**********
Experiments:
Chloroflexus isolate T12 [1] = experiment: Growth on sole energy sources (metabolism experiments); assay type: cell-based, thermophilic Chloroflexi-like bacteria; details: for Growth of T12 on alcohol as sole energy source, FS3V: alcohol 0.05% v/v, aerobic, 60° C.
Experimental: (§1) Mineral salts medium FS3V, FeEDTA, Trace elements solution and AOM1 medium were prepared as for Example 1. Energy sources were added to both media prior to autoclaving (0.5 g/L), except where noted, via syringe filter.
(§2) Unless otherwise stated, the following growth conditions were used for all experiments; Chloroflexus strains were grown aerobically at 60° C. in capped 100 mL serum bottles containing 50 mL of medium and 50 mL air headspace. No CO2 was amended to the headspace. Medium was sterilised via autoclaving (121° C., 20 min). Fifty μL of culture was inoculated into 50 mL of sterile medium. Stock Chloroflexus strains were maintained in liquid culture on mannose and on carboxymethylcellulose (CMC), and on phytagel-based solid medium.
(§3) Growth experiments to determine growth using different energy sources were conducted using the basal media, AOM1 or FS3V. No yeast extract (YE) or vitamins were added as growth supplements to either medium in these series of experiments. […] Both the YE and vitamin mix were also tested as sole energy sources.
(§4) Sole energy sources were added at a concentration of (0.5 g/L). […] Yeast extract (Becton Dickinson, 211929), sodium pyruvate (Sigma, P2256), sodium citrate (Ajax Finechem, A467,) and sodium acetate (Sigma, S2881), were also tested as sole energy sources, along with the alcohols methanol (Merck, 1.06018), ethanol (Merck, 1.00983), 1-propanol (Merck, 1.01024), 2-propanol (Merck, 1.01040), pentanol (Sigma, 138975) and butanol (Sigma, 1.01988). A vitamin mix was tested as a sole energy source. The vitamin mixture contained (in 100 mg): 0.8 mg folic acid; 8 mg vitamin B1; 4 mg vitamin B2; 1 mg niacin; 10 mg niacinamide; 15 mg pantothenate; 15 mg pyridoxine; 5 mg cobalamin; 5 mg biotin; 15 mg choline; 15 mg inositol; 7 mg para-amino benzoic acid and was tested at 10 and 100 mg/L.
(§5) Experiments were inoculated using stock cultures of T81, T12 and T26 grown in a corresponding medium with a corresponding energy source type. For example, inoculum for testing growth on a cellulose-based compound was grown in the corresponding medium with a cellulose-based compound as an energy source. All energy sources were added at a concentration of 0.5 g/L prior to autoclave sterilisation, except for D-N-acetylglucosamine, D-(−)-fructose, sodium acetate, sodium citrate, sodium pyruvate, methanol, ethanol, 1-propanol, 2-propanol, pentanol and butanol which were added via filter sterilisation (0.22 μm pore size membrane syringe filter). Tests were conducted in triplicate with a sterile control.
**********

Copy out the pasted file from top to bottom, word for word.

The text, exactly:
Experiments:
Chloroflexus isolate T12 [1] = experiment: Growth on sole energy sources (metabolism experiments); assay type: cell-based, thermophilic Chloroflexi-like bacteria; details: for Growth of T12 on alcohol as sole energy source, FS3V: alcohol 0.05% v/v, aerobic, 60° C.
Experimental: (§1) Mineral salts medium FS3V, FeEDTA, Trace elements solution and AOM1 medium were prepared as for Example 1. Energy sources were added to both media prior to autoclaving (0.5 g/L), except where noted, via syringe filter.
(§2) Unless otherwise stated, the following growth conditions were used for all experiments; Chloroflexus strains were grown aerobically at 60° C. in capped 100 mL serum bottles containing 50 mL of medium and 50 mL air headspace. No CO2 was amended to the headspace. Medium was sterilised via autoclaving (121° C., 20 min). Fifty μL of culture was inoculated into 50 mL of sterile medium. Stock Chloroflexus strains were maintained in liquid culture on mannose and on carboxymethylcellulose (CMC), and on phytagel-based solid medium.
(§3) Growth experiments to determine growth using different energy sources were conducted using the basal media, AOM1 or FS3V. No yeast extract (YE) or vitamins were added as growth supplements to either medium in these series of experiments. […] Both the YE and vitamin mix were also tested as sole energy sources.
(§4) Sole energy sources were added at a concentration of (0.5 g/L). […] Yeast extract (Becton Dickinson, 211929), sodium pyruvate (Sigma, P2256), sodium citrate (Ajax Finechem, A467,) and sodium acetate (Sigma, S2881), were also tested as sole energy sources, along with the alcohols methanol (Merck, 1.06018), ethanol (Merck, 1.00983), 1-propanol (Merck, 1.01024), 2-propanol (Merck, 1.01040), pentanol (Sigma, 138975) and butanol (Sigma, 1.01988). A vitamin mix was tested as a sole energy source. The vitamin mixture contained (in 100 mg): 0.8 mg folic acid; 8 mg vitamin B1; 4 mg vitamin B2; 1 mg niacin; 10 mg niacinamide; 15 mg pantothenate; 15 mg pyridoxine; 5 mg cobalamin; 5 mg biotin; 15 mg choline; 15 mg inositol; 7 mg para-amino benzoic acid and was tested at 10 and 100 mg/L.
(§5) Experiments were inoculated using stock cultures of T81, T12 and T26 grown in a corresponding medium with a corresponding energy source type. For example, inoculum for testing growth on a cellulose-based compound was grown in the corresponding medium with a cellulose-based compound as an energy source. All energy sources were added at a concentration of 0.5 g/L prior to autoclave sterilisation, except for D-N-acetylglucosamine, D-(−)-fructose, sodium acetate, sodium citrate, sodium pyruvate, methanol, ethanol, 1-propanol, 2-propanol, pentanol and butanol which were added via filter sterilisation (0.22 μm pore size membrane syringe filter). Tests were conducted in triplicate with a sterile control.